Then curiosity would overcome her. “Really? Because in Babysitters’ Club, it was always the Scooby Doo villain – a human pretending to be a ghost. So you have actual ghosts?”
“Actual ghosts,” I would say. “And it’s odd, they seem to act up the most over Christmas.”
And that is the groundwork of how you get someone who clearly is going to hate something, to do it anyway. [Raven: I have such an inappropriate comment here.] Mention that one thing they like. (Also, there will be werewolves in Sweet Valley High.) [Wing: I feel like I should be more upset that my BFF so blatantly exploits my weaknesses, and yet.] [Dove: I do realise that the above is basically “how to brainwash your friends”. But I had an agenda. And here we are.]
Second of all, I adore A Christmas Carol. I know most people do, but I feel like I might go the extra mile. I feel like I’ve seen every fandom-variation of this story – heck, I’ve even written one. I adore this story.
I’ll admit The Carnival Ghost is a better story on its own merits, because it’s not fanfic of an iconic tale, but this one holds a special place in my heart.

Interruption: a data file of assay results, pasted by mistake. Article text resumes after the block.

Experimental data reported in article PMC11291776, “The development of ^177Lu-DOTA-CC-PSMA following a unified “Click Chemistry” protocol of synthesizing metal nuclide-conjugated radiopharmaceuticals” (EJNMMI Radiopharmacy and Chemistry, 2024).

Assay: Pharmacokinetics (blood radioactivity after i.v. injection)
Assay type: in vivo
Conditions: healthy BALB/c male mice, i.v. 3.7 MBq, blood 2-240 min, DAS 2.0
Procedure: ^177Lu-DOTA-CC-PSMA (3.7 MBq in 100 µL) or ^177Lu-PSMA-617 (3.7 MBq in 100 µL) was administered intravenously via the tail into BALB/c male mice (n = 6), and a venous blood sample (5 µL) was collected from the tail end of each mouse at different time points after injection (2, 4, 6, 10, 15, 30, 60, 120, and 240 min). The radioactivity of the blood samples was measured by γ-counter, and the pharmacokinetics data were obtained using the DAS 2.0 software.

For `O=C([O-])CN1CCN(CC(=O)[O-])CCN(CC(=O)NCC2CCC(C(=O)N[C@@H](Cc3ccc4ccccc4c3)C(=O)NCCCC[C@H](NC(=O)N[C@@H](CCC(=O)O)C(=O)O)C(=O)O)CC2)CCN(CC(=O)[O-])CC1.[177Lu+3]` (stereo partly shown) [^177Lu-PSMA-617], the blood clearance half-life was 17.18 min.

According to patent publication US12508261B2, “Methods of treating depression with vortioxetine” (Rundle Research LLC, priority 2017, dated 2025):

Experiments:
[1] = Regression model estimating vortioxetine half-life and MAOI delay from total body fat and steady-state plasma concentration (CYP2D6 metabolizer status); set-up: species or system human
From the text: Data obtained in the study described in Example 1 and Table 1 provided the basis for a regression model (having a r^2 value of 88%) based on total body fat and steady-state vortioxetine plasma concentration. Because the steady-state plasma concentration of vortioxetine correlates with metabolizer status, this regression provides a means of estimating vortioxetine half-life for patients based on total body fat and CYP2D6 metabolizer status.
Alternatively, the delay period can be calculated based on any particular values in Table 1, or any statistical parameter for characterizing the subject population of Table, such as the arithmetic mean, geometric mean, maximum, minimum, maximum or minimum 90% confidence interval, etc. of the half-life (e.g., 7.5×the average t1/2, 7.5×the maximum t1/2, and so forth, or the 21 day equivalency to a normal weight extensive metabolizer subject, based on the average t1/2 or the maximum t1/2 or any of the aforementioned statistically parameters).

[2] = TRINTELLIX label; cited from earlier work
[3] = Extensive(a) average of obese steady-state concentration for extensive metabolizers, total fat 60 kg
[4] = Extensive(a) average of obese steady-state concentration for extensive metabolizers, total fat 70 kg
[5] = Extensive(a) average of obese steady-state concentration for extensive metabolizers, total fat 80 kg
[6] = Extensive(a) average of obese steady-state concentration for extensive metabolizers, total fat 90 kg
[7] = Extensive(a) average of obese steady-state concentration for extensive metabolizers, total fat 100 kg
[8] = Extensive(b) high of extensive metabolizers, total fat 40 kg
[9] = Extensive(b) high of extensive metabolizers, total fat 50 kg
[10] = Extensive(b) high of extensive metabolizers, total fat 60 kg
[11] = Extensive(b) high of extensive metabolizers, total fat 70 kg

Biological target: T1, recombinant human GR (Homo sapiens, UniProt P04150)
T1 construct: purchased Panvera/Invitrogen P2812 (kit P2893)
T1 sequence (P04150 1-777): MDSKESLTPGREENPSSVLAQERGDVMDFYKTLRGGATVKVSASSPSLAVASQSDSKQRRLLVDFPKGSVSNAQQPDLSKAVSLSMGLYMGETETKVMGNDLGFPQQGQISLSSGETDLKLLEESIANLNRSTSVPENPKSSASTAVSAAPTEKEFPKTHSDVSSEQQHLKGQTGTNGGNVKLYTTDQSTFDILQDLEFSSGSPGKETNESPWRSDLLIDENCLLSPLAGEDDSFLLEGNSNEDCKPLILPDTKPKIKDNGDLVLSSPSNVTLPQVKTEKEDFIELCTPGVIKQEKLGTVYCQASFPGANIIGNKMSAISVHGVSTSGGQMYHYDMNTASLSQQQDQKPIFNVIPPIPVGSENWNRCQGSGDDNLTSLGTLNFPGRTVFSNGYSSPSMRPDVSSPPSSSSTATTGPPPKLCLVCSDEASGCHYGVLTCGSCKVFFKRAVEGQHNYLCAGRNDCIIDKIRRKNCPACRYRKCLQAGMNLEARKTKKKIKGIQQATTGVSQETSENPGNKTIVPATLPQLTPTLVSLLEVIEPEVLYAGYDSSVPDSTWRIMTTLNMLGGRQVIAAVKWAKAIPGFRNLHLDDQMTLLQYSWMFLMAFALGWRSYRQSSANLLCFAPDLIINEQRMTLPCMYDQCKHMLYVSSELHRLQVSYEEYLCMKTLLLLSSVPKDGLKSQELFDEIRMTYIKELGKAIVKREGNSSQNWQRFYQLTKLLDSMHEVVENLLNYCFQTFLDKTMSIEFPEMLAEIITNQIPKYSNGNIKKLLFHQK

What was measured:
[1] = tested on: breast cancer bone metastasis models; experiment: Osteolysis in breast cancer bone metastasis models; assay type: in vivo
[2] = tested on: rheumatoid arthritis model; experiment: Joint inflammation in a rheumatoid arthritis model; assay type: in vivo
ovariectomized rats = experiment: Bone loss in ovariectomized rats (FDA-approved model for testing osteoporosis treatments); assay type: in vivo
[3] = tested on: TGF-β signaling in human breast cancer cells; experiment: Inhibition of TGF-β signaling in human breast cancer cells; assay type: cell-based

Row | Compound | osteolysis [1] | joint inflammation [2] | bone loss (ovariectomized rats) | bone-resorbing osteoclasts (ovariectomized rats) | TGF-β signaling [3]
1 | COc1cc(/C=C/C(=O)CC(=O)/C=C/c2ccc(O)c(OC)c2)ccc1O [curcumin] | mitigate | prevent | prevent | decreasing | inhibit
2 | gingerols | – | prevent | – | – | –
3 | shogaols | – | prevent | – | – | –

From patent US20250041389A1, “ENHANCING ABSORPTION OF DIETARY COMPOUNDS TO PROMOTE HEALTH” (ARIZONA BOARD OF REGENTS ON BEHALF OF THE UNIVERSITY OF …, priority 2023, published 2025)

The Cover: Why is the ghost awkwardly pointing to the left? Jessica looks great, but the ghost looks like it wasn’t happy to be modelling for the cover.
[Wing: Tis truly the season for Christmas Carol retellings. We did a few over at the Devil’s Elbow (Fright Christmas and The Fright Before Christmas), and yet somehow this has the best versions of the ghosts. I mean, come on: an angry flying unicorn? Clearly this was going to win.]
Tagline:Sleep-away camp has some hidden surprises for the twins!
Summary: Identical twins Jessica and Elizabeth Wakefield can’t believe they’re finally at sleep-away camp! Even though there are no boys, and Elizabeth’s friend Grace had to cancel her plans to go at the last minute, it will be two whole weeks of fun, fun, fun!
The twins waste no time diving into their favorite activities. Jessica begins to arrange a rendezvous with the boys’ camp across the lake. Elizabeth spends much of her time riding horses and making new friends. But the real excitement starts when Grace turns up in the most unexpected place.
Should the twins take a chance and hide Grace? If they do and they’re caught, camp may just turn out to be the worst two weeks of their lives!
The Big Camp Secret?
Joke just writes itself.
[Raven: Hi everyone! Quick note for you: this recap went up VERY LATE INDEED, all down to me, and both Wing and Dove have yet to comment on my asinine blatherings. So, if you’re a big fan of the comment back-and-forth, come back tomorrow morning (Tuesday) when, hopefully, all will be complete and I’ll delete this note. Cheers!]